It’s an old adage in the auto business: Small cars mean small profits. And Volkswagen knows this only too well.
Even if the next generation New Small Family (NSF) lineup—VW Up!, Skoda Citigo, Seat Mii—were once more based on a low-cost evolution of an ancient VW Polo platform, the return on investment would still be almost negligible.
But European city dwellers want—need—small cars. So, what to do?
Two options for updating the NSF range had been bandied about inside Wolfsburg before Herbert Diess arrived to take over as CEO.
Plan A called for two more exciting new body styles to be put on the existing PQ chassis; Plan B favored a switch to the much more modern MQB componentry.
Only problem is, Diess wasn’t happy with either alternative. In his view, Plan A stood for status quo, and Plan B was too expensive.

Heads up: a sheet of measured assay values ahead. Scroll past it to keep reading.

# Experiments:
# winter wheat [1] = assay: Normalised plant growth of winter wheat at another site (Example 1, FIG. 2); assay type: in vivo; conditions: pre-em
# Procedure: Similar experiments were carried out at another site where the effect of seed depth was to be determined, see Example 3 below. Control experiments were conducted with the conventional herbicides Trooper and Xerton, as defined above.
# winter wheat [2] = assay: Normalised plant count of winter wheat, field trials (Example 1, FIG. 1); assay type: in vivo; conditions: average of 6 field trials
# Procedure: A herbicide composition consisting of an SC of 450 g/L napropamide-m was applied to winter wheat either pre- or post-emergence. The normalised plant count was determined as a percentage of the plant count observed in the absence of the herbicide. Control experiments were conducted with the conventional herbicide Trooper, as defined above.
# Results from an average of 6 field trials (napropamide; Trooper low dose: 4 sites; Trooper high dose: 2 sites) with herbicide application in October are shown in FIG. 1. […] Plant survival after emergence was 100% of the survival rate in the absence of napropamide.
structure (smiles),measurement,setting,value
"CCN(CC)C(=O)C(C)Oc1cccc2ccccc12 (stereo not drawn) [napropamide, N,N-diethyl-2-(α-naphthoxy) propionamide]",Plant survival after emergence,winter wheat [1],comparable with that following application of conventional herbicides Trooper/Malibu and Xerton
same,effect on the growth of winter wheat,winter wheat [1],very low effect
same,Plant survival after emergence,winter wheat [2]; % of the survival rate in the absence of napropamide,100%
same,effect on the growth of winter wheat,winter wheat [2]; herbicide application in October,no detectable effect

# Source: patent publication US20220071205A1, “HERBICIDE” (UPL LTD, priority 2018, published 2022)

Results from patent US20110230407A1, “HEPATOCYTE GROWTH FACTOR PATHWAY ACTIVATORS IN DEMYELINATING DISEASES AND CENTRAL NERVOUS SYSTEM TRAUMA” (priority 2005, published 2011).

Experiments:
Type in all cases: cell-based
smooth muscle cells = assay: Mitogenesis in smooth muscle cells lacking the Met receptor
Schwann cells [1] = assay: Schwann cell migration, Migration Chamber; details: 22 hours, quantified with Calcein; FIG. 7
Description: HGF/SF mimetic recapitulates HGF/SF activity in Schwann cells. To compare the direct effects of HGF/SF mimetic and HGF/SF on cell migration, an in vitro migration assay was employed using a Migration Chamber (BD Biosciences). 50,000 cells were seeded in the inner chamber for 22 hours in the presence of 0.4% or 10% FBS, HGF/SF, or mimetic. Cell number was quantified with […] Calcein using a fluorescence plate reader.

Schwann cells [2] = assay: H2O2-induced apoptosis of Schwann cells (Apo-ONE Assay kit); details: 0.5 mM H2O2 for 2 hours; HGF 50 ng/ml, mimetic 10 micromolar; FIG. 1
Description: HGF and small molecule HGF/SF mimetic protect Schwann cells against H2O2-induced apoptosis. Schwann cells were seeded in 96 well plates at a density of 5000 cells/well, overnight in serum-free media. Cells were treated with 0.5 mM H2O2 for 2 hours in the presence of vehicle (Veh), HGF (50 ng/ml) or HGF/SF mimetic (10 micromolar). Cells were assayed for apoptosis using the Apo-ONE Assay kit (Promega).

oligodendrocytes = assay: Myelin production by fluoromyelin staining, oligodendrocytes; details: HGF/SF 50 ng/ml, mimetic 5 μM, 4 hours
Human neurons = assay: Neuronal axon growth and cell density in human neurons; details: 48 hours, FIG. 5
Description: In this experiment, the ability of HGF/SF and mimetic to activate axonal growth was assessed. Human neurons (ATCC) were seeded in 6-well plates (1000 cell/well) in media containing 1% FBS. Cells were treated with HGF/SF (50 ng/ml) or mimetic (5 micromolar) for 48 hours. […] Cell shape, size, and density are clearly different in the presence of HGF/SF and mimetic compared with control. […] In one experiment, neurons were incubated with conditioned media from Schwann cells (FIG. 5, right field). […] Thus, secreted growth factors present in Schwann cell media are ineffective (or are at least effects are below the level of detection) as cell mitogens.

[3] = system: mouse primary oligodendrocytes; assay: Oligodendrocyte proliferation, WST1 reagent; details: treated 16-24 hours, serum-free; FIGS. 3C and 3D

That’s why he suggested Plan C. This breakthrough proposal swaps the combustion engine for an electric motor across the entire range.
A zero-emission e-Up! already exists, but the 80 hp mini-EV costs more than twice as much as the most expensive gasoline-engine model.
Diess, who wants a viable Smart and Mini EV competitor, while at the same time helping to clean up VW Group’s CO2 footprint, was undeterred, however.
To keep costs at bay, VW Group’s new mini-EVs will be loosely based on the existing e-Up!
In terms of power output, energy density, and driving range, however, they will take a big leap forward, borrowing heavily from learnings gained during the development of the Group’s new bespoke EV architecture, MEB.
Even though the three-door versions of Up!, Citigo and Mii are not overly successful, VW Group product planners see a market for a short yet spacious city car.
In addition, there will also be a five-door hatch and, almost certainly, a crossover-style ‘urban warrior’ boasting larger diameter wheels and 360-degree bumper-car protection.
Also in the works are a zero-emission delivery van and a commuter bus—anyone remember Walter de Silva’s Space Up! concept…?